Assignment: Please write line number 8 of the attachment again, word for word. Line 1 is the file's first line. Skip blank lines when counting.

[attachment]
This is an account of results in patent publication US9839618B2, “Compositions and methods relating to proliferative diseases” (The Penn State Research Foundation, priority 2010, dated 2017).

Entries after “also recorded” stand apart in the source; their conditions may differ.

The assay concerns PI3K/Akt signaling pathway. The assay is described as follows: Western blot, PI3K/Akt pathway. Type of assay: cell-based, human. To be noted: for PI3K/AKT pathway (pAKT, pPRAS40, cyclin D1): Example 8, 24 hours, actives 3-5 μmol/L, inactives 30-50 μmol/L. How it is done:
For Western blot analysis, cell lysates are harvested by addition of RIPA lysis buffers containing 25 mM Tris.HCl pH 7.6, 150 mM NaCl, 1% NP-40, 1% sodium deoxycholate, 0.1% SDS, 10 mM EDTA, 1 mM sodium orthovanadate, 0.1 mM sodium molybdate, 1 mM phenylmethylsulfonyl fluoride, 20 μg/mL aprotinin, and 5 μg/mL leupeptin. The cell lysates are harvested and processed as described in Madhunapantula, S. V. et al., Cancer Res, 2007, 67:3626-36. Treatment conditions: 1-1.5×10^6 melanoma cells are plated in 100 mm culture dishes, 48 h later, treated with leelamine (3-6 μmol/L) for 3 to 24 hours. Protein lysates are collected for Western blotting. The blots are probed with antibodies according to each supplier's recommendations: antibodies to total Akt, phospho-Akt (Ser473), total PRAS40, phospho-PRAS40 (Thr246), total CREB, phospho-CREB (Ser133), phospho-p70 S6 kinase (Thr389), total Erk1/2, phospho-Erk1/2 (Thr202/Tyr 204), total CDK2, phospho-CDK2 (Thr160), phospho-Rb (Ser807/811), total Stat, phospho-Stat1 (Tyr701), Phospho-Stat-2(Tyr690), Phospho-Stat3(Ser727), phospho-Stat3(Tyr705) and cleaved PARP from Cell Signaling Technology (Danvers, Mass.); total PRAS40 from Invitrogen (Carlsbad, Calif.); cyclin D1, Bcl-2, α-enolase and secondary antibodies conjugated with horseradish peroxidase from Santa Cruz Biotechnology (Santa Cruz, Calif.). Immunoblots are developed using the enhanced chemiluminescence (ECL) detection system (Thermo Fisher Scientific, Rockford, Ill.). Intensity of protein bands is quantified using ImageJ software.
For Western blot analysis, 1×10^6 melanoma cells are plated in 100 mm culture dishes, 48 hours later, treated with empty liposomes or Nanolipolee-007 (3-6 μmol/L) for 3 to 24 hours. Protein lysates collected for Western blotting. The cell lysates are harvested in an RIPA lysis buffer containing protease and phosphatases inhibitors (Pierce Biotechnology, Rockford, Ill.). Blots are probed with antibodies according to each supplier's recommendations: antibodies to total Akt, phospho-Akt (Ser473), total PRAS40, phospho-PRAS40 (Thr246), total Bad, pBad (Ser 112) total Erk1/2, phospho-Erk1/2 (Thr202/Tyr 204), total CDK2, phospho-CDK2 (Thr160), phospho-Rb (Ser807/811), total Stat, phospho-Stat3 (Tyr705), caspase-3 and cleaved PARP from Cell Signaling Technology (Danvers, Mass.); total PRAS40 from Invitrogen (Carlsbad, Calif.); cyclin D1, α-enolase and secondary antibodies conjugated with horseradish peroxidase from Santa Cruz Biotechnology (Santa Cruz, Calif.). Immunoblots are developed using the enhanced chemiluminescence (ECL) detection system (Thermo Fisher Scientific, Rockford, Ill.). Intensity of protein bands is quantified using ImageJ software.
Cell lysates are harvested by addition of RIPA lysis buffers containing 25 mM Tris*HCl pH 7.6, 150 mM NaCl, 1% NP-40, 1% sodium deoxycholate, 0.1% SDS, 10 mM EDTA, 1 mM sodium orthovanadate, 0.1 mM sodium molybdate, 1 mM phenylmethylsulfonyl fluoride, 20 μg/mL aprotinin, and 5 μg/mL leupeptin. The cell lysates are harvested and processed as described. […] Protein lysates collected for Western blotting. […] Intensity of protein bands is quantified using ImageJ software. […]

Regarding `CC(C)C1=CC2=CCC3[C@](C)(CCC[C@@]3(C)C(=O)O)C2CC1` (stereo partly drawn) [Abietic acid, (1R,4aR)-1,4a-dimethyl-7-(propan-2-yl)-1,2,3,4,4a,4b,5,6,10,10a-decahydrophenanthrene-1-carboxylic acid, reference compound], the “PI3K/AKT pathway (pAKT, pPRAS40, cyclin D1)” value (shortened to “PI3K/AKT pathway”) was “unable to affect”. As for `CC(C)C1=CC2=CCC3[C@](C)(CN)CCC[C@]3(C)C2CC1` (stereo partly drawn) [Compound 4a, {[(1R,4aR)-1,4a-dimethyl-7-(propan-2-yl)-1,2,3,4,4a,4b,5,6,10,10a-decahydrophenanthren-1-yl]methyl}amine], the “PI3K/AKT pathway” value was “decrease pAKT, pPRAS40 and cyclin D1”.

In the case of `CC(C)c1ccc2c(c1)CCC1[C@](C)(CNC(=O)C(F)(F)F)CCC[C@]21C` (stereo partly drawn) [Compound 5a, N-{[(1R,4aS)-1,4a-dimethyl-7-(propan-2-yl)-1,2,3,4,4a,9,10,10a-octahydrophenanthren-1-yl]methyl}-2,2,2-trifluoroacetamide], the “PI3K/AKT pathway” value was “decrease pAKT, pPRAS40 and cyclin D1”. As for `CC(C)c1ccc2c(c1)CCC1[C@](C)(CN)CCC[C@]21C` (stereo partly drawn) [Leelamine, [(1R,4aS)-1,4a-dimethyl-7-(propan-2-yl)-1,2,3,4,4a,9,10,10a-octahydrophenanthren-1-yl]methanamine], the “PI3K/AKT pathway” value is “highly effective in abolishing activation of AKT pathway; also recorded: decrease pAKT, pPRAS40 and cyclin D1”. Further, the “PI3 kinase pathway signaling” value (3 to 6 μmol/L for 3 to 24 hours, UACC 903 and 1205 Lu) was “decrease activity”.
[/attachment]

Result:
In the case of `CC(C)c1ccc2c(c1)CCC1[C@](C)(CNC(=O)C(F)(F)F)CCC[C@]21C` (stereo partly drawn) [Compound 5a, N-{[(1R,4aS)-1,4a-dimethyl-7-(propan-2-yl)-1,2,3,4,4a,9,10,10a-octahydrophenanthren-1-yl]methyl}-2,2,2-trifluoroacetamide], the “PI3K/AKT pathway” value was “decrease pAKT, pPRAS40 and cyclin D1”. As for `CC(C)c1ccc2c(c1)CCC1[C@](C)(CN)CCC[C@]21C` (stereo partly drawn) [Leelamine, [(1R,4aS)-1,4a-dimethyl-7-(propan-2-yl)-1,2,3,4,4a,9,10,10a-octahydrophenanthren-1-yl]methanamine], the “PI3K/AKT pathway” value is “highly effective in abolishing activation of AKT pathway; also recorded: decrease pAKT, pPRAS40 and cyclin D1”. Further, the “PI3 kinase pathway signaling” value (3 to 6 μmol/L for 3 to 24 hours, UACC 903 and 1205 Lu) was “decrease activity”.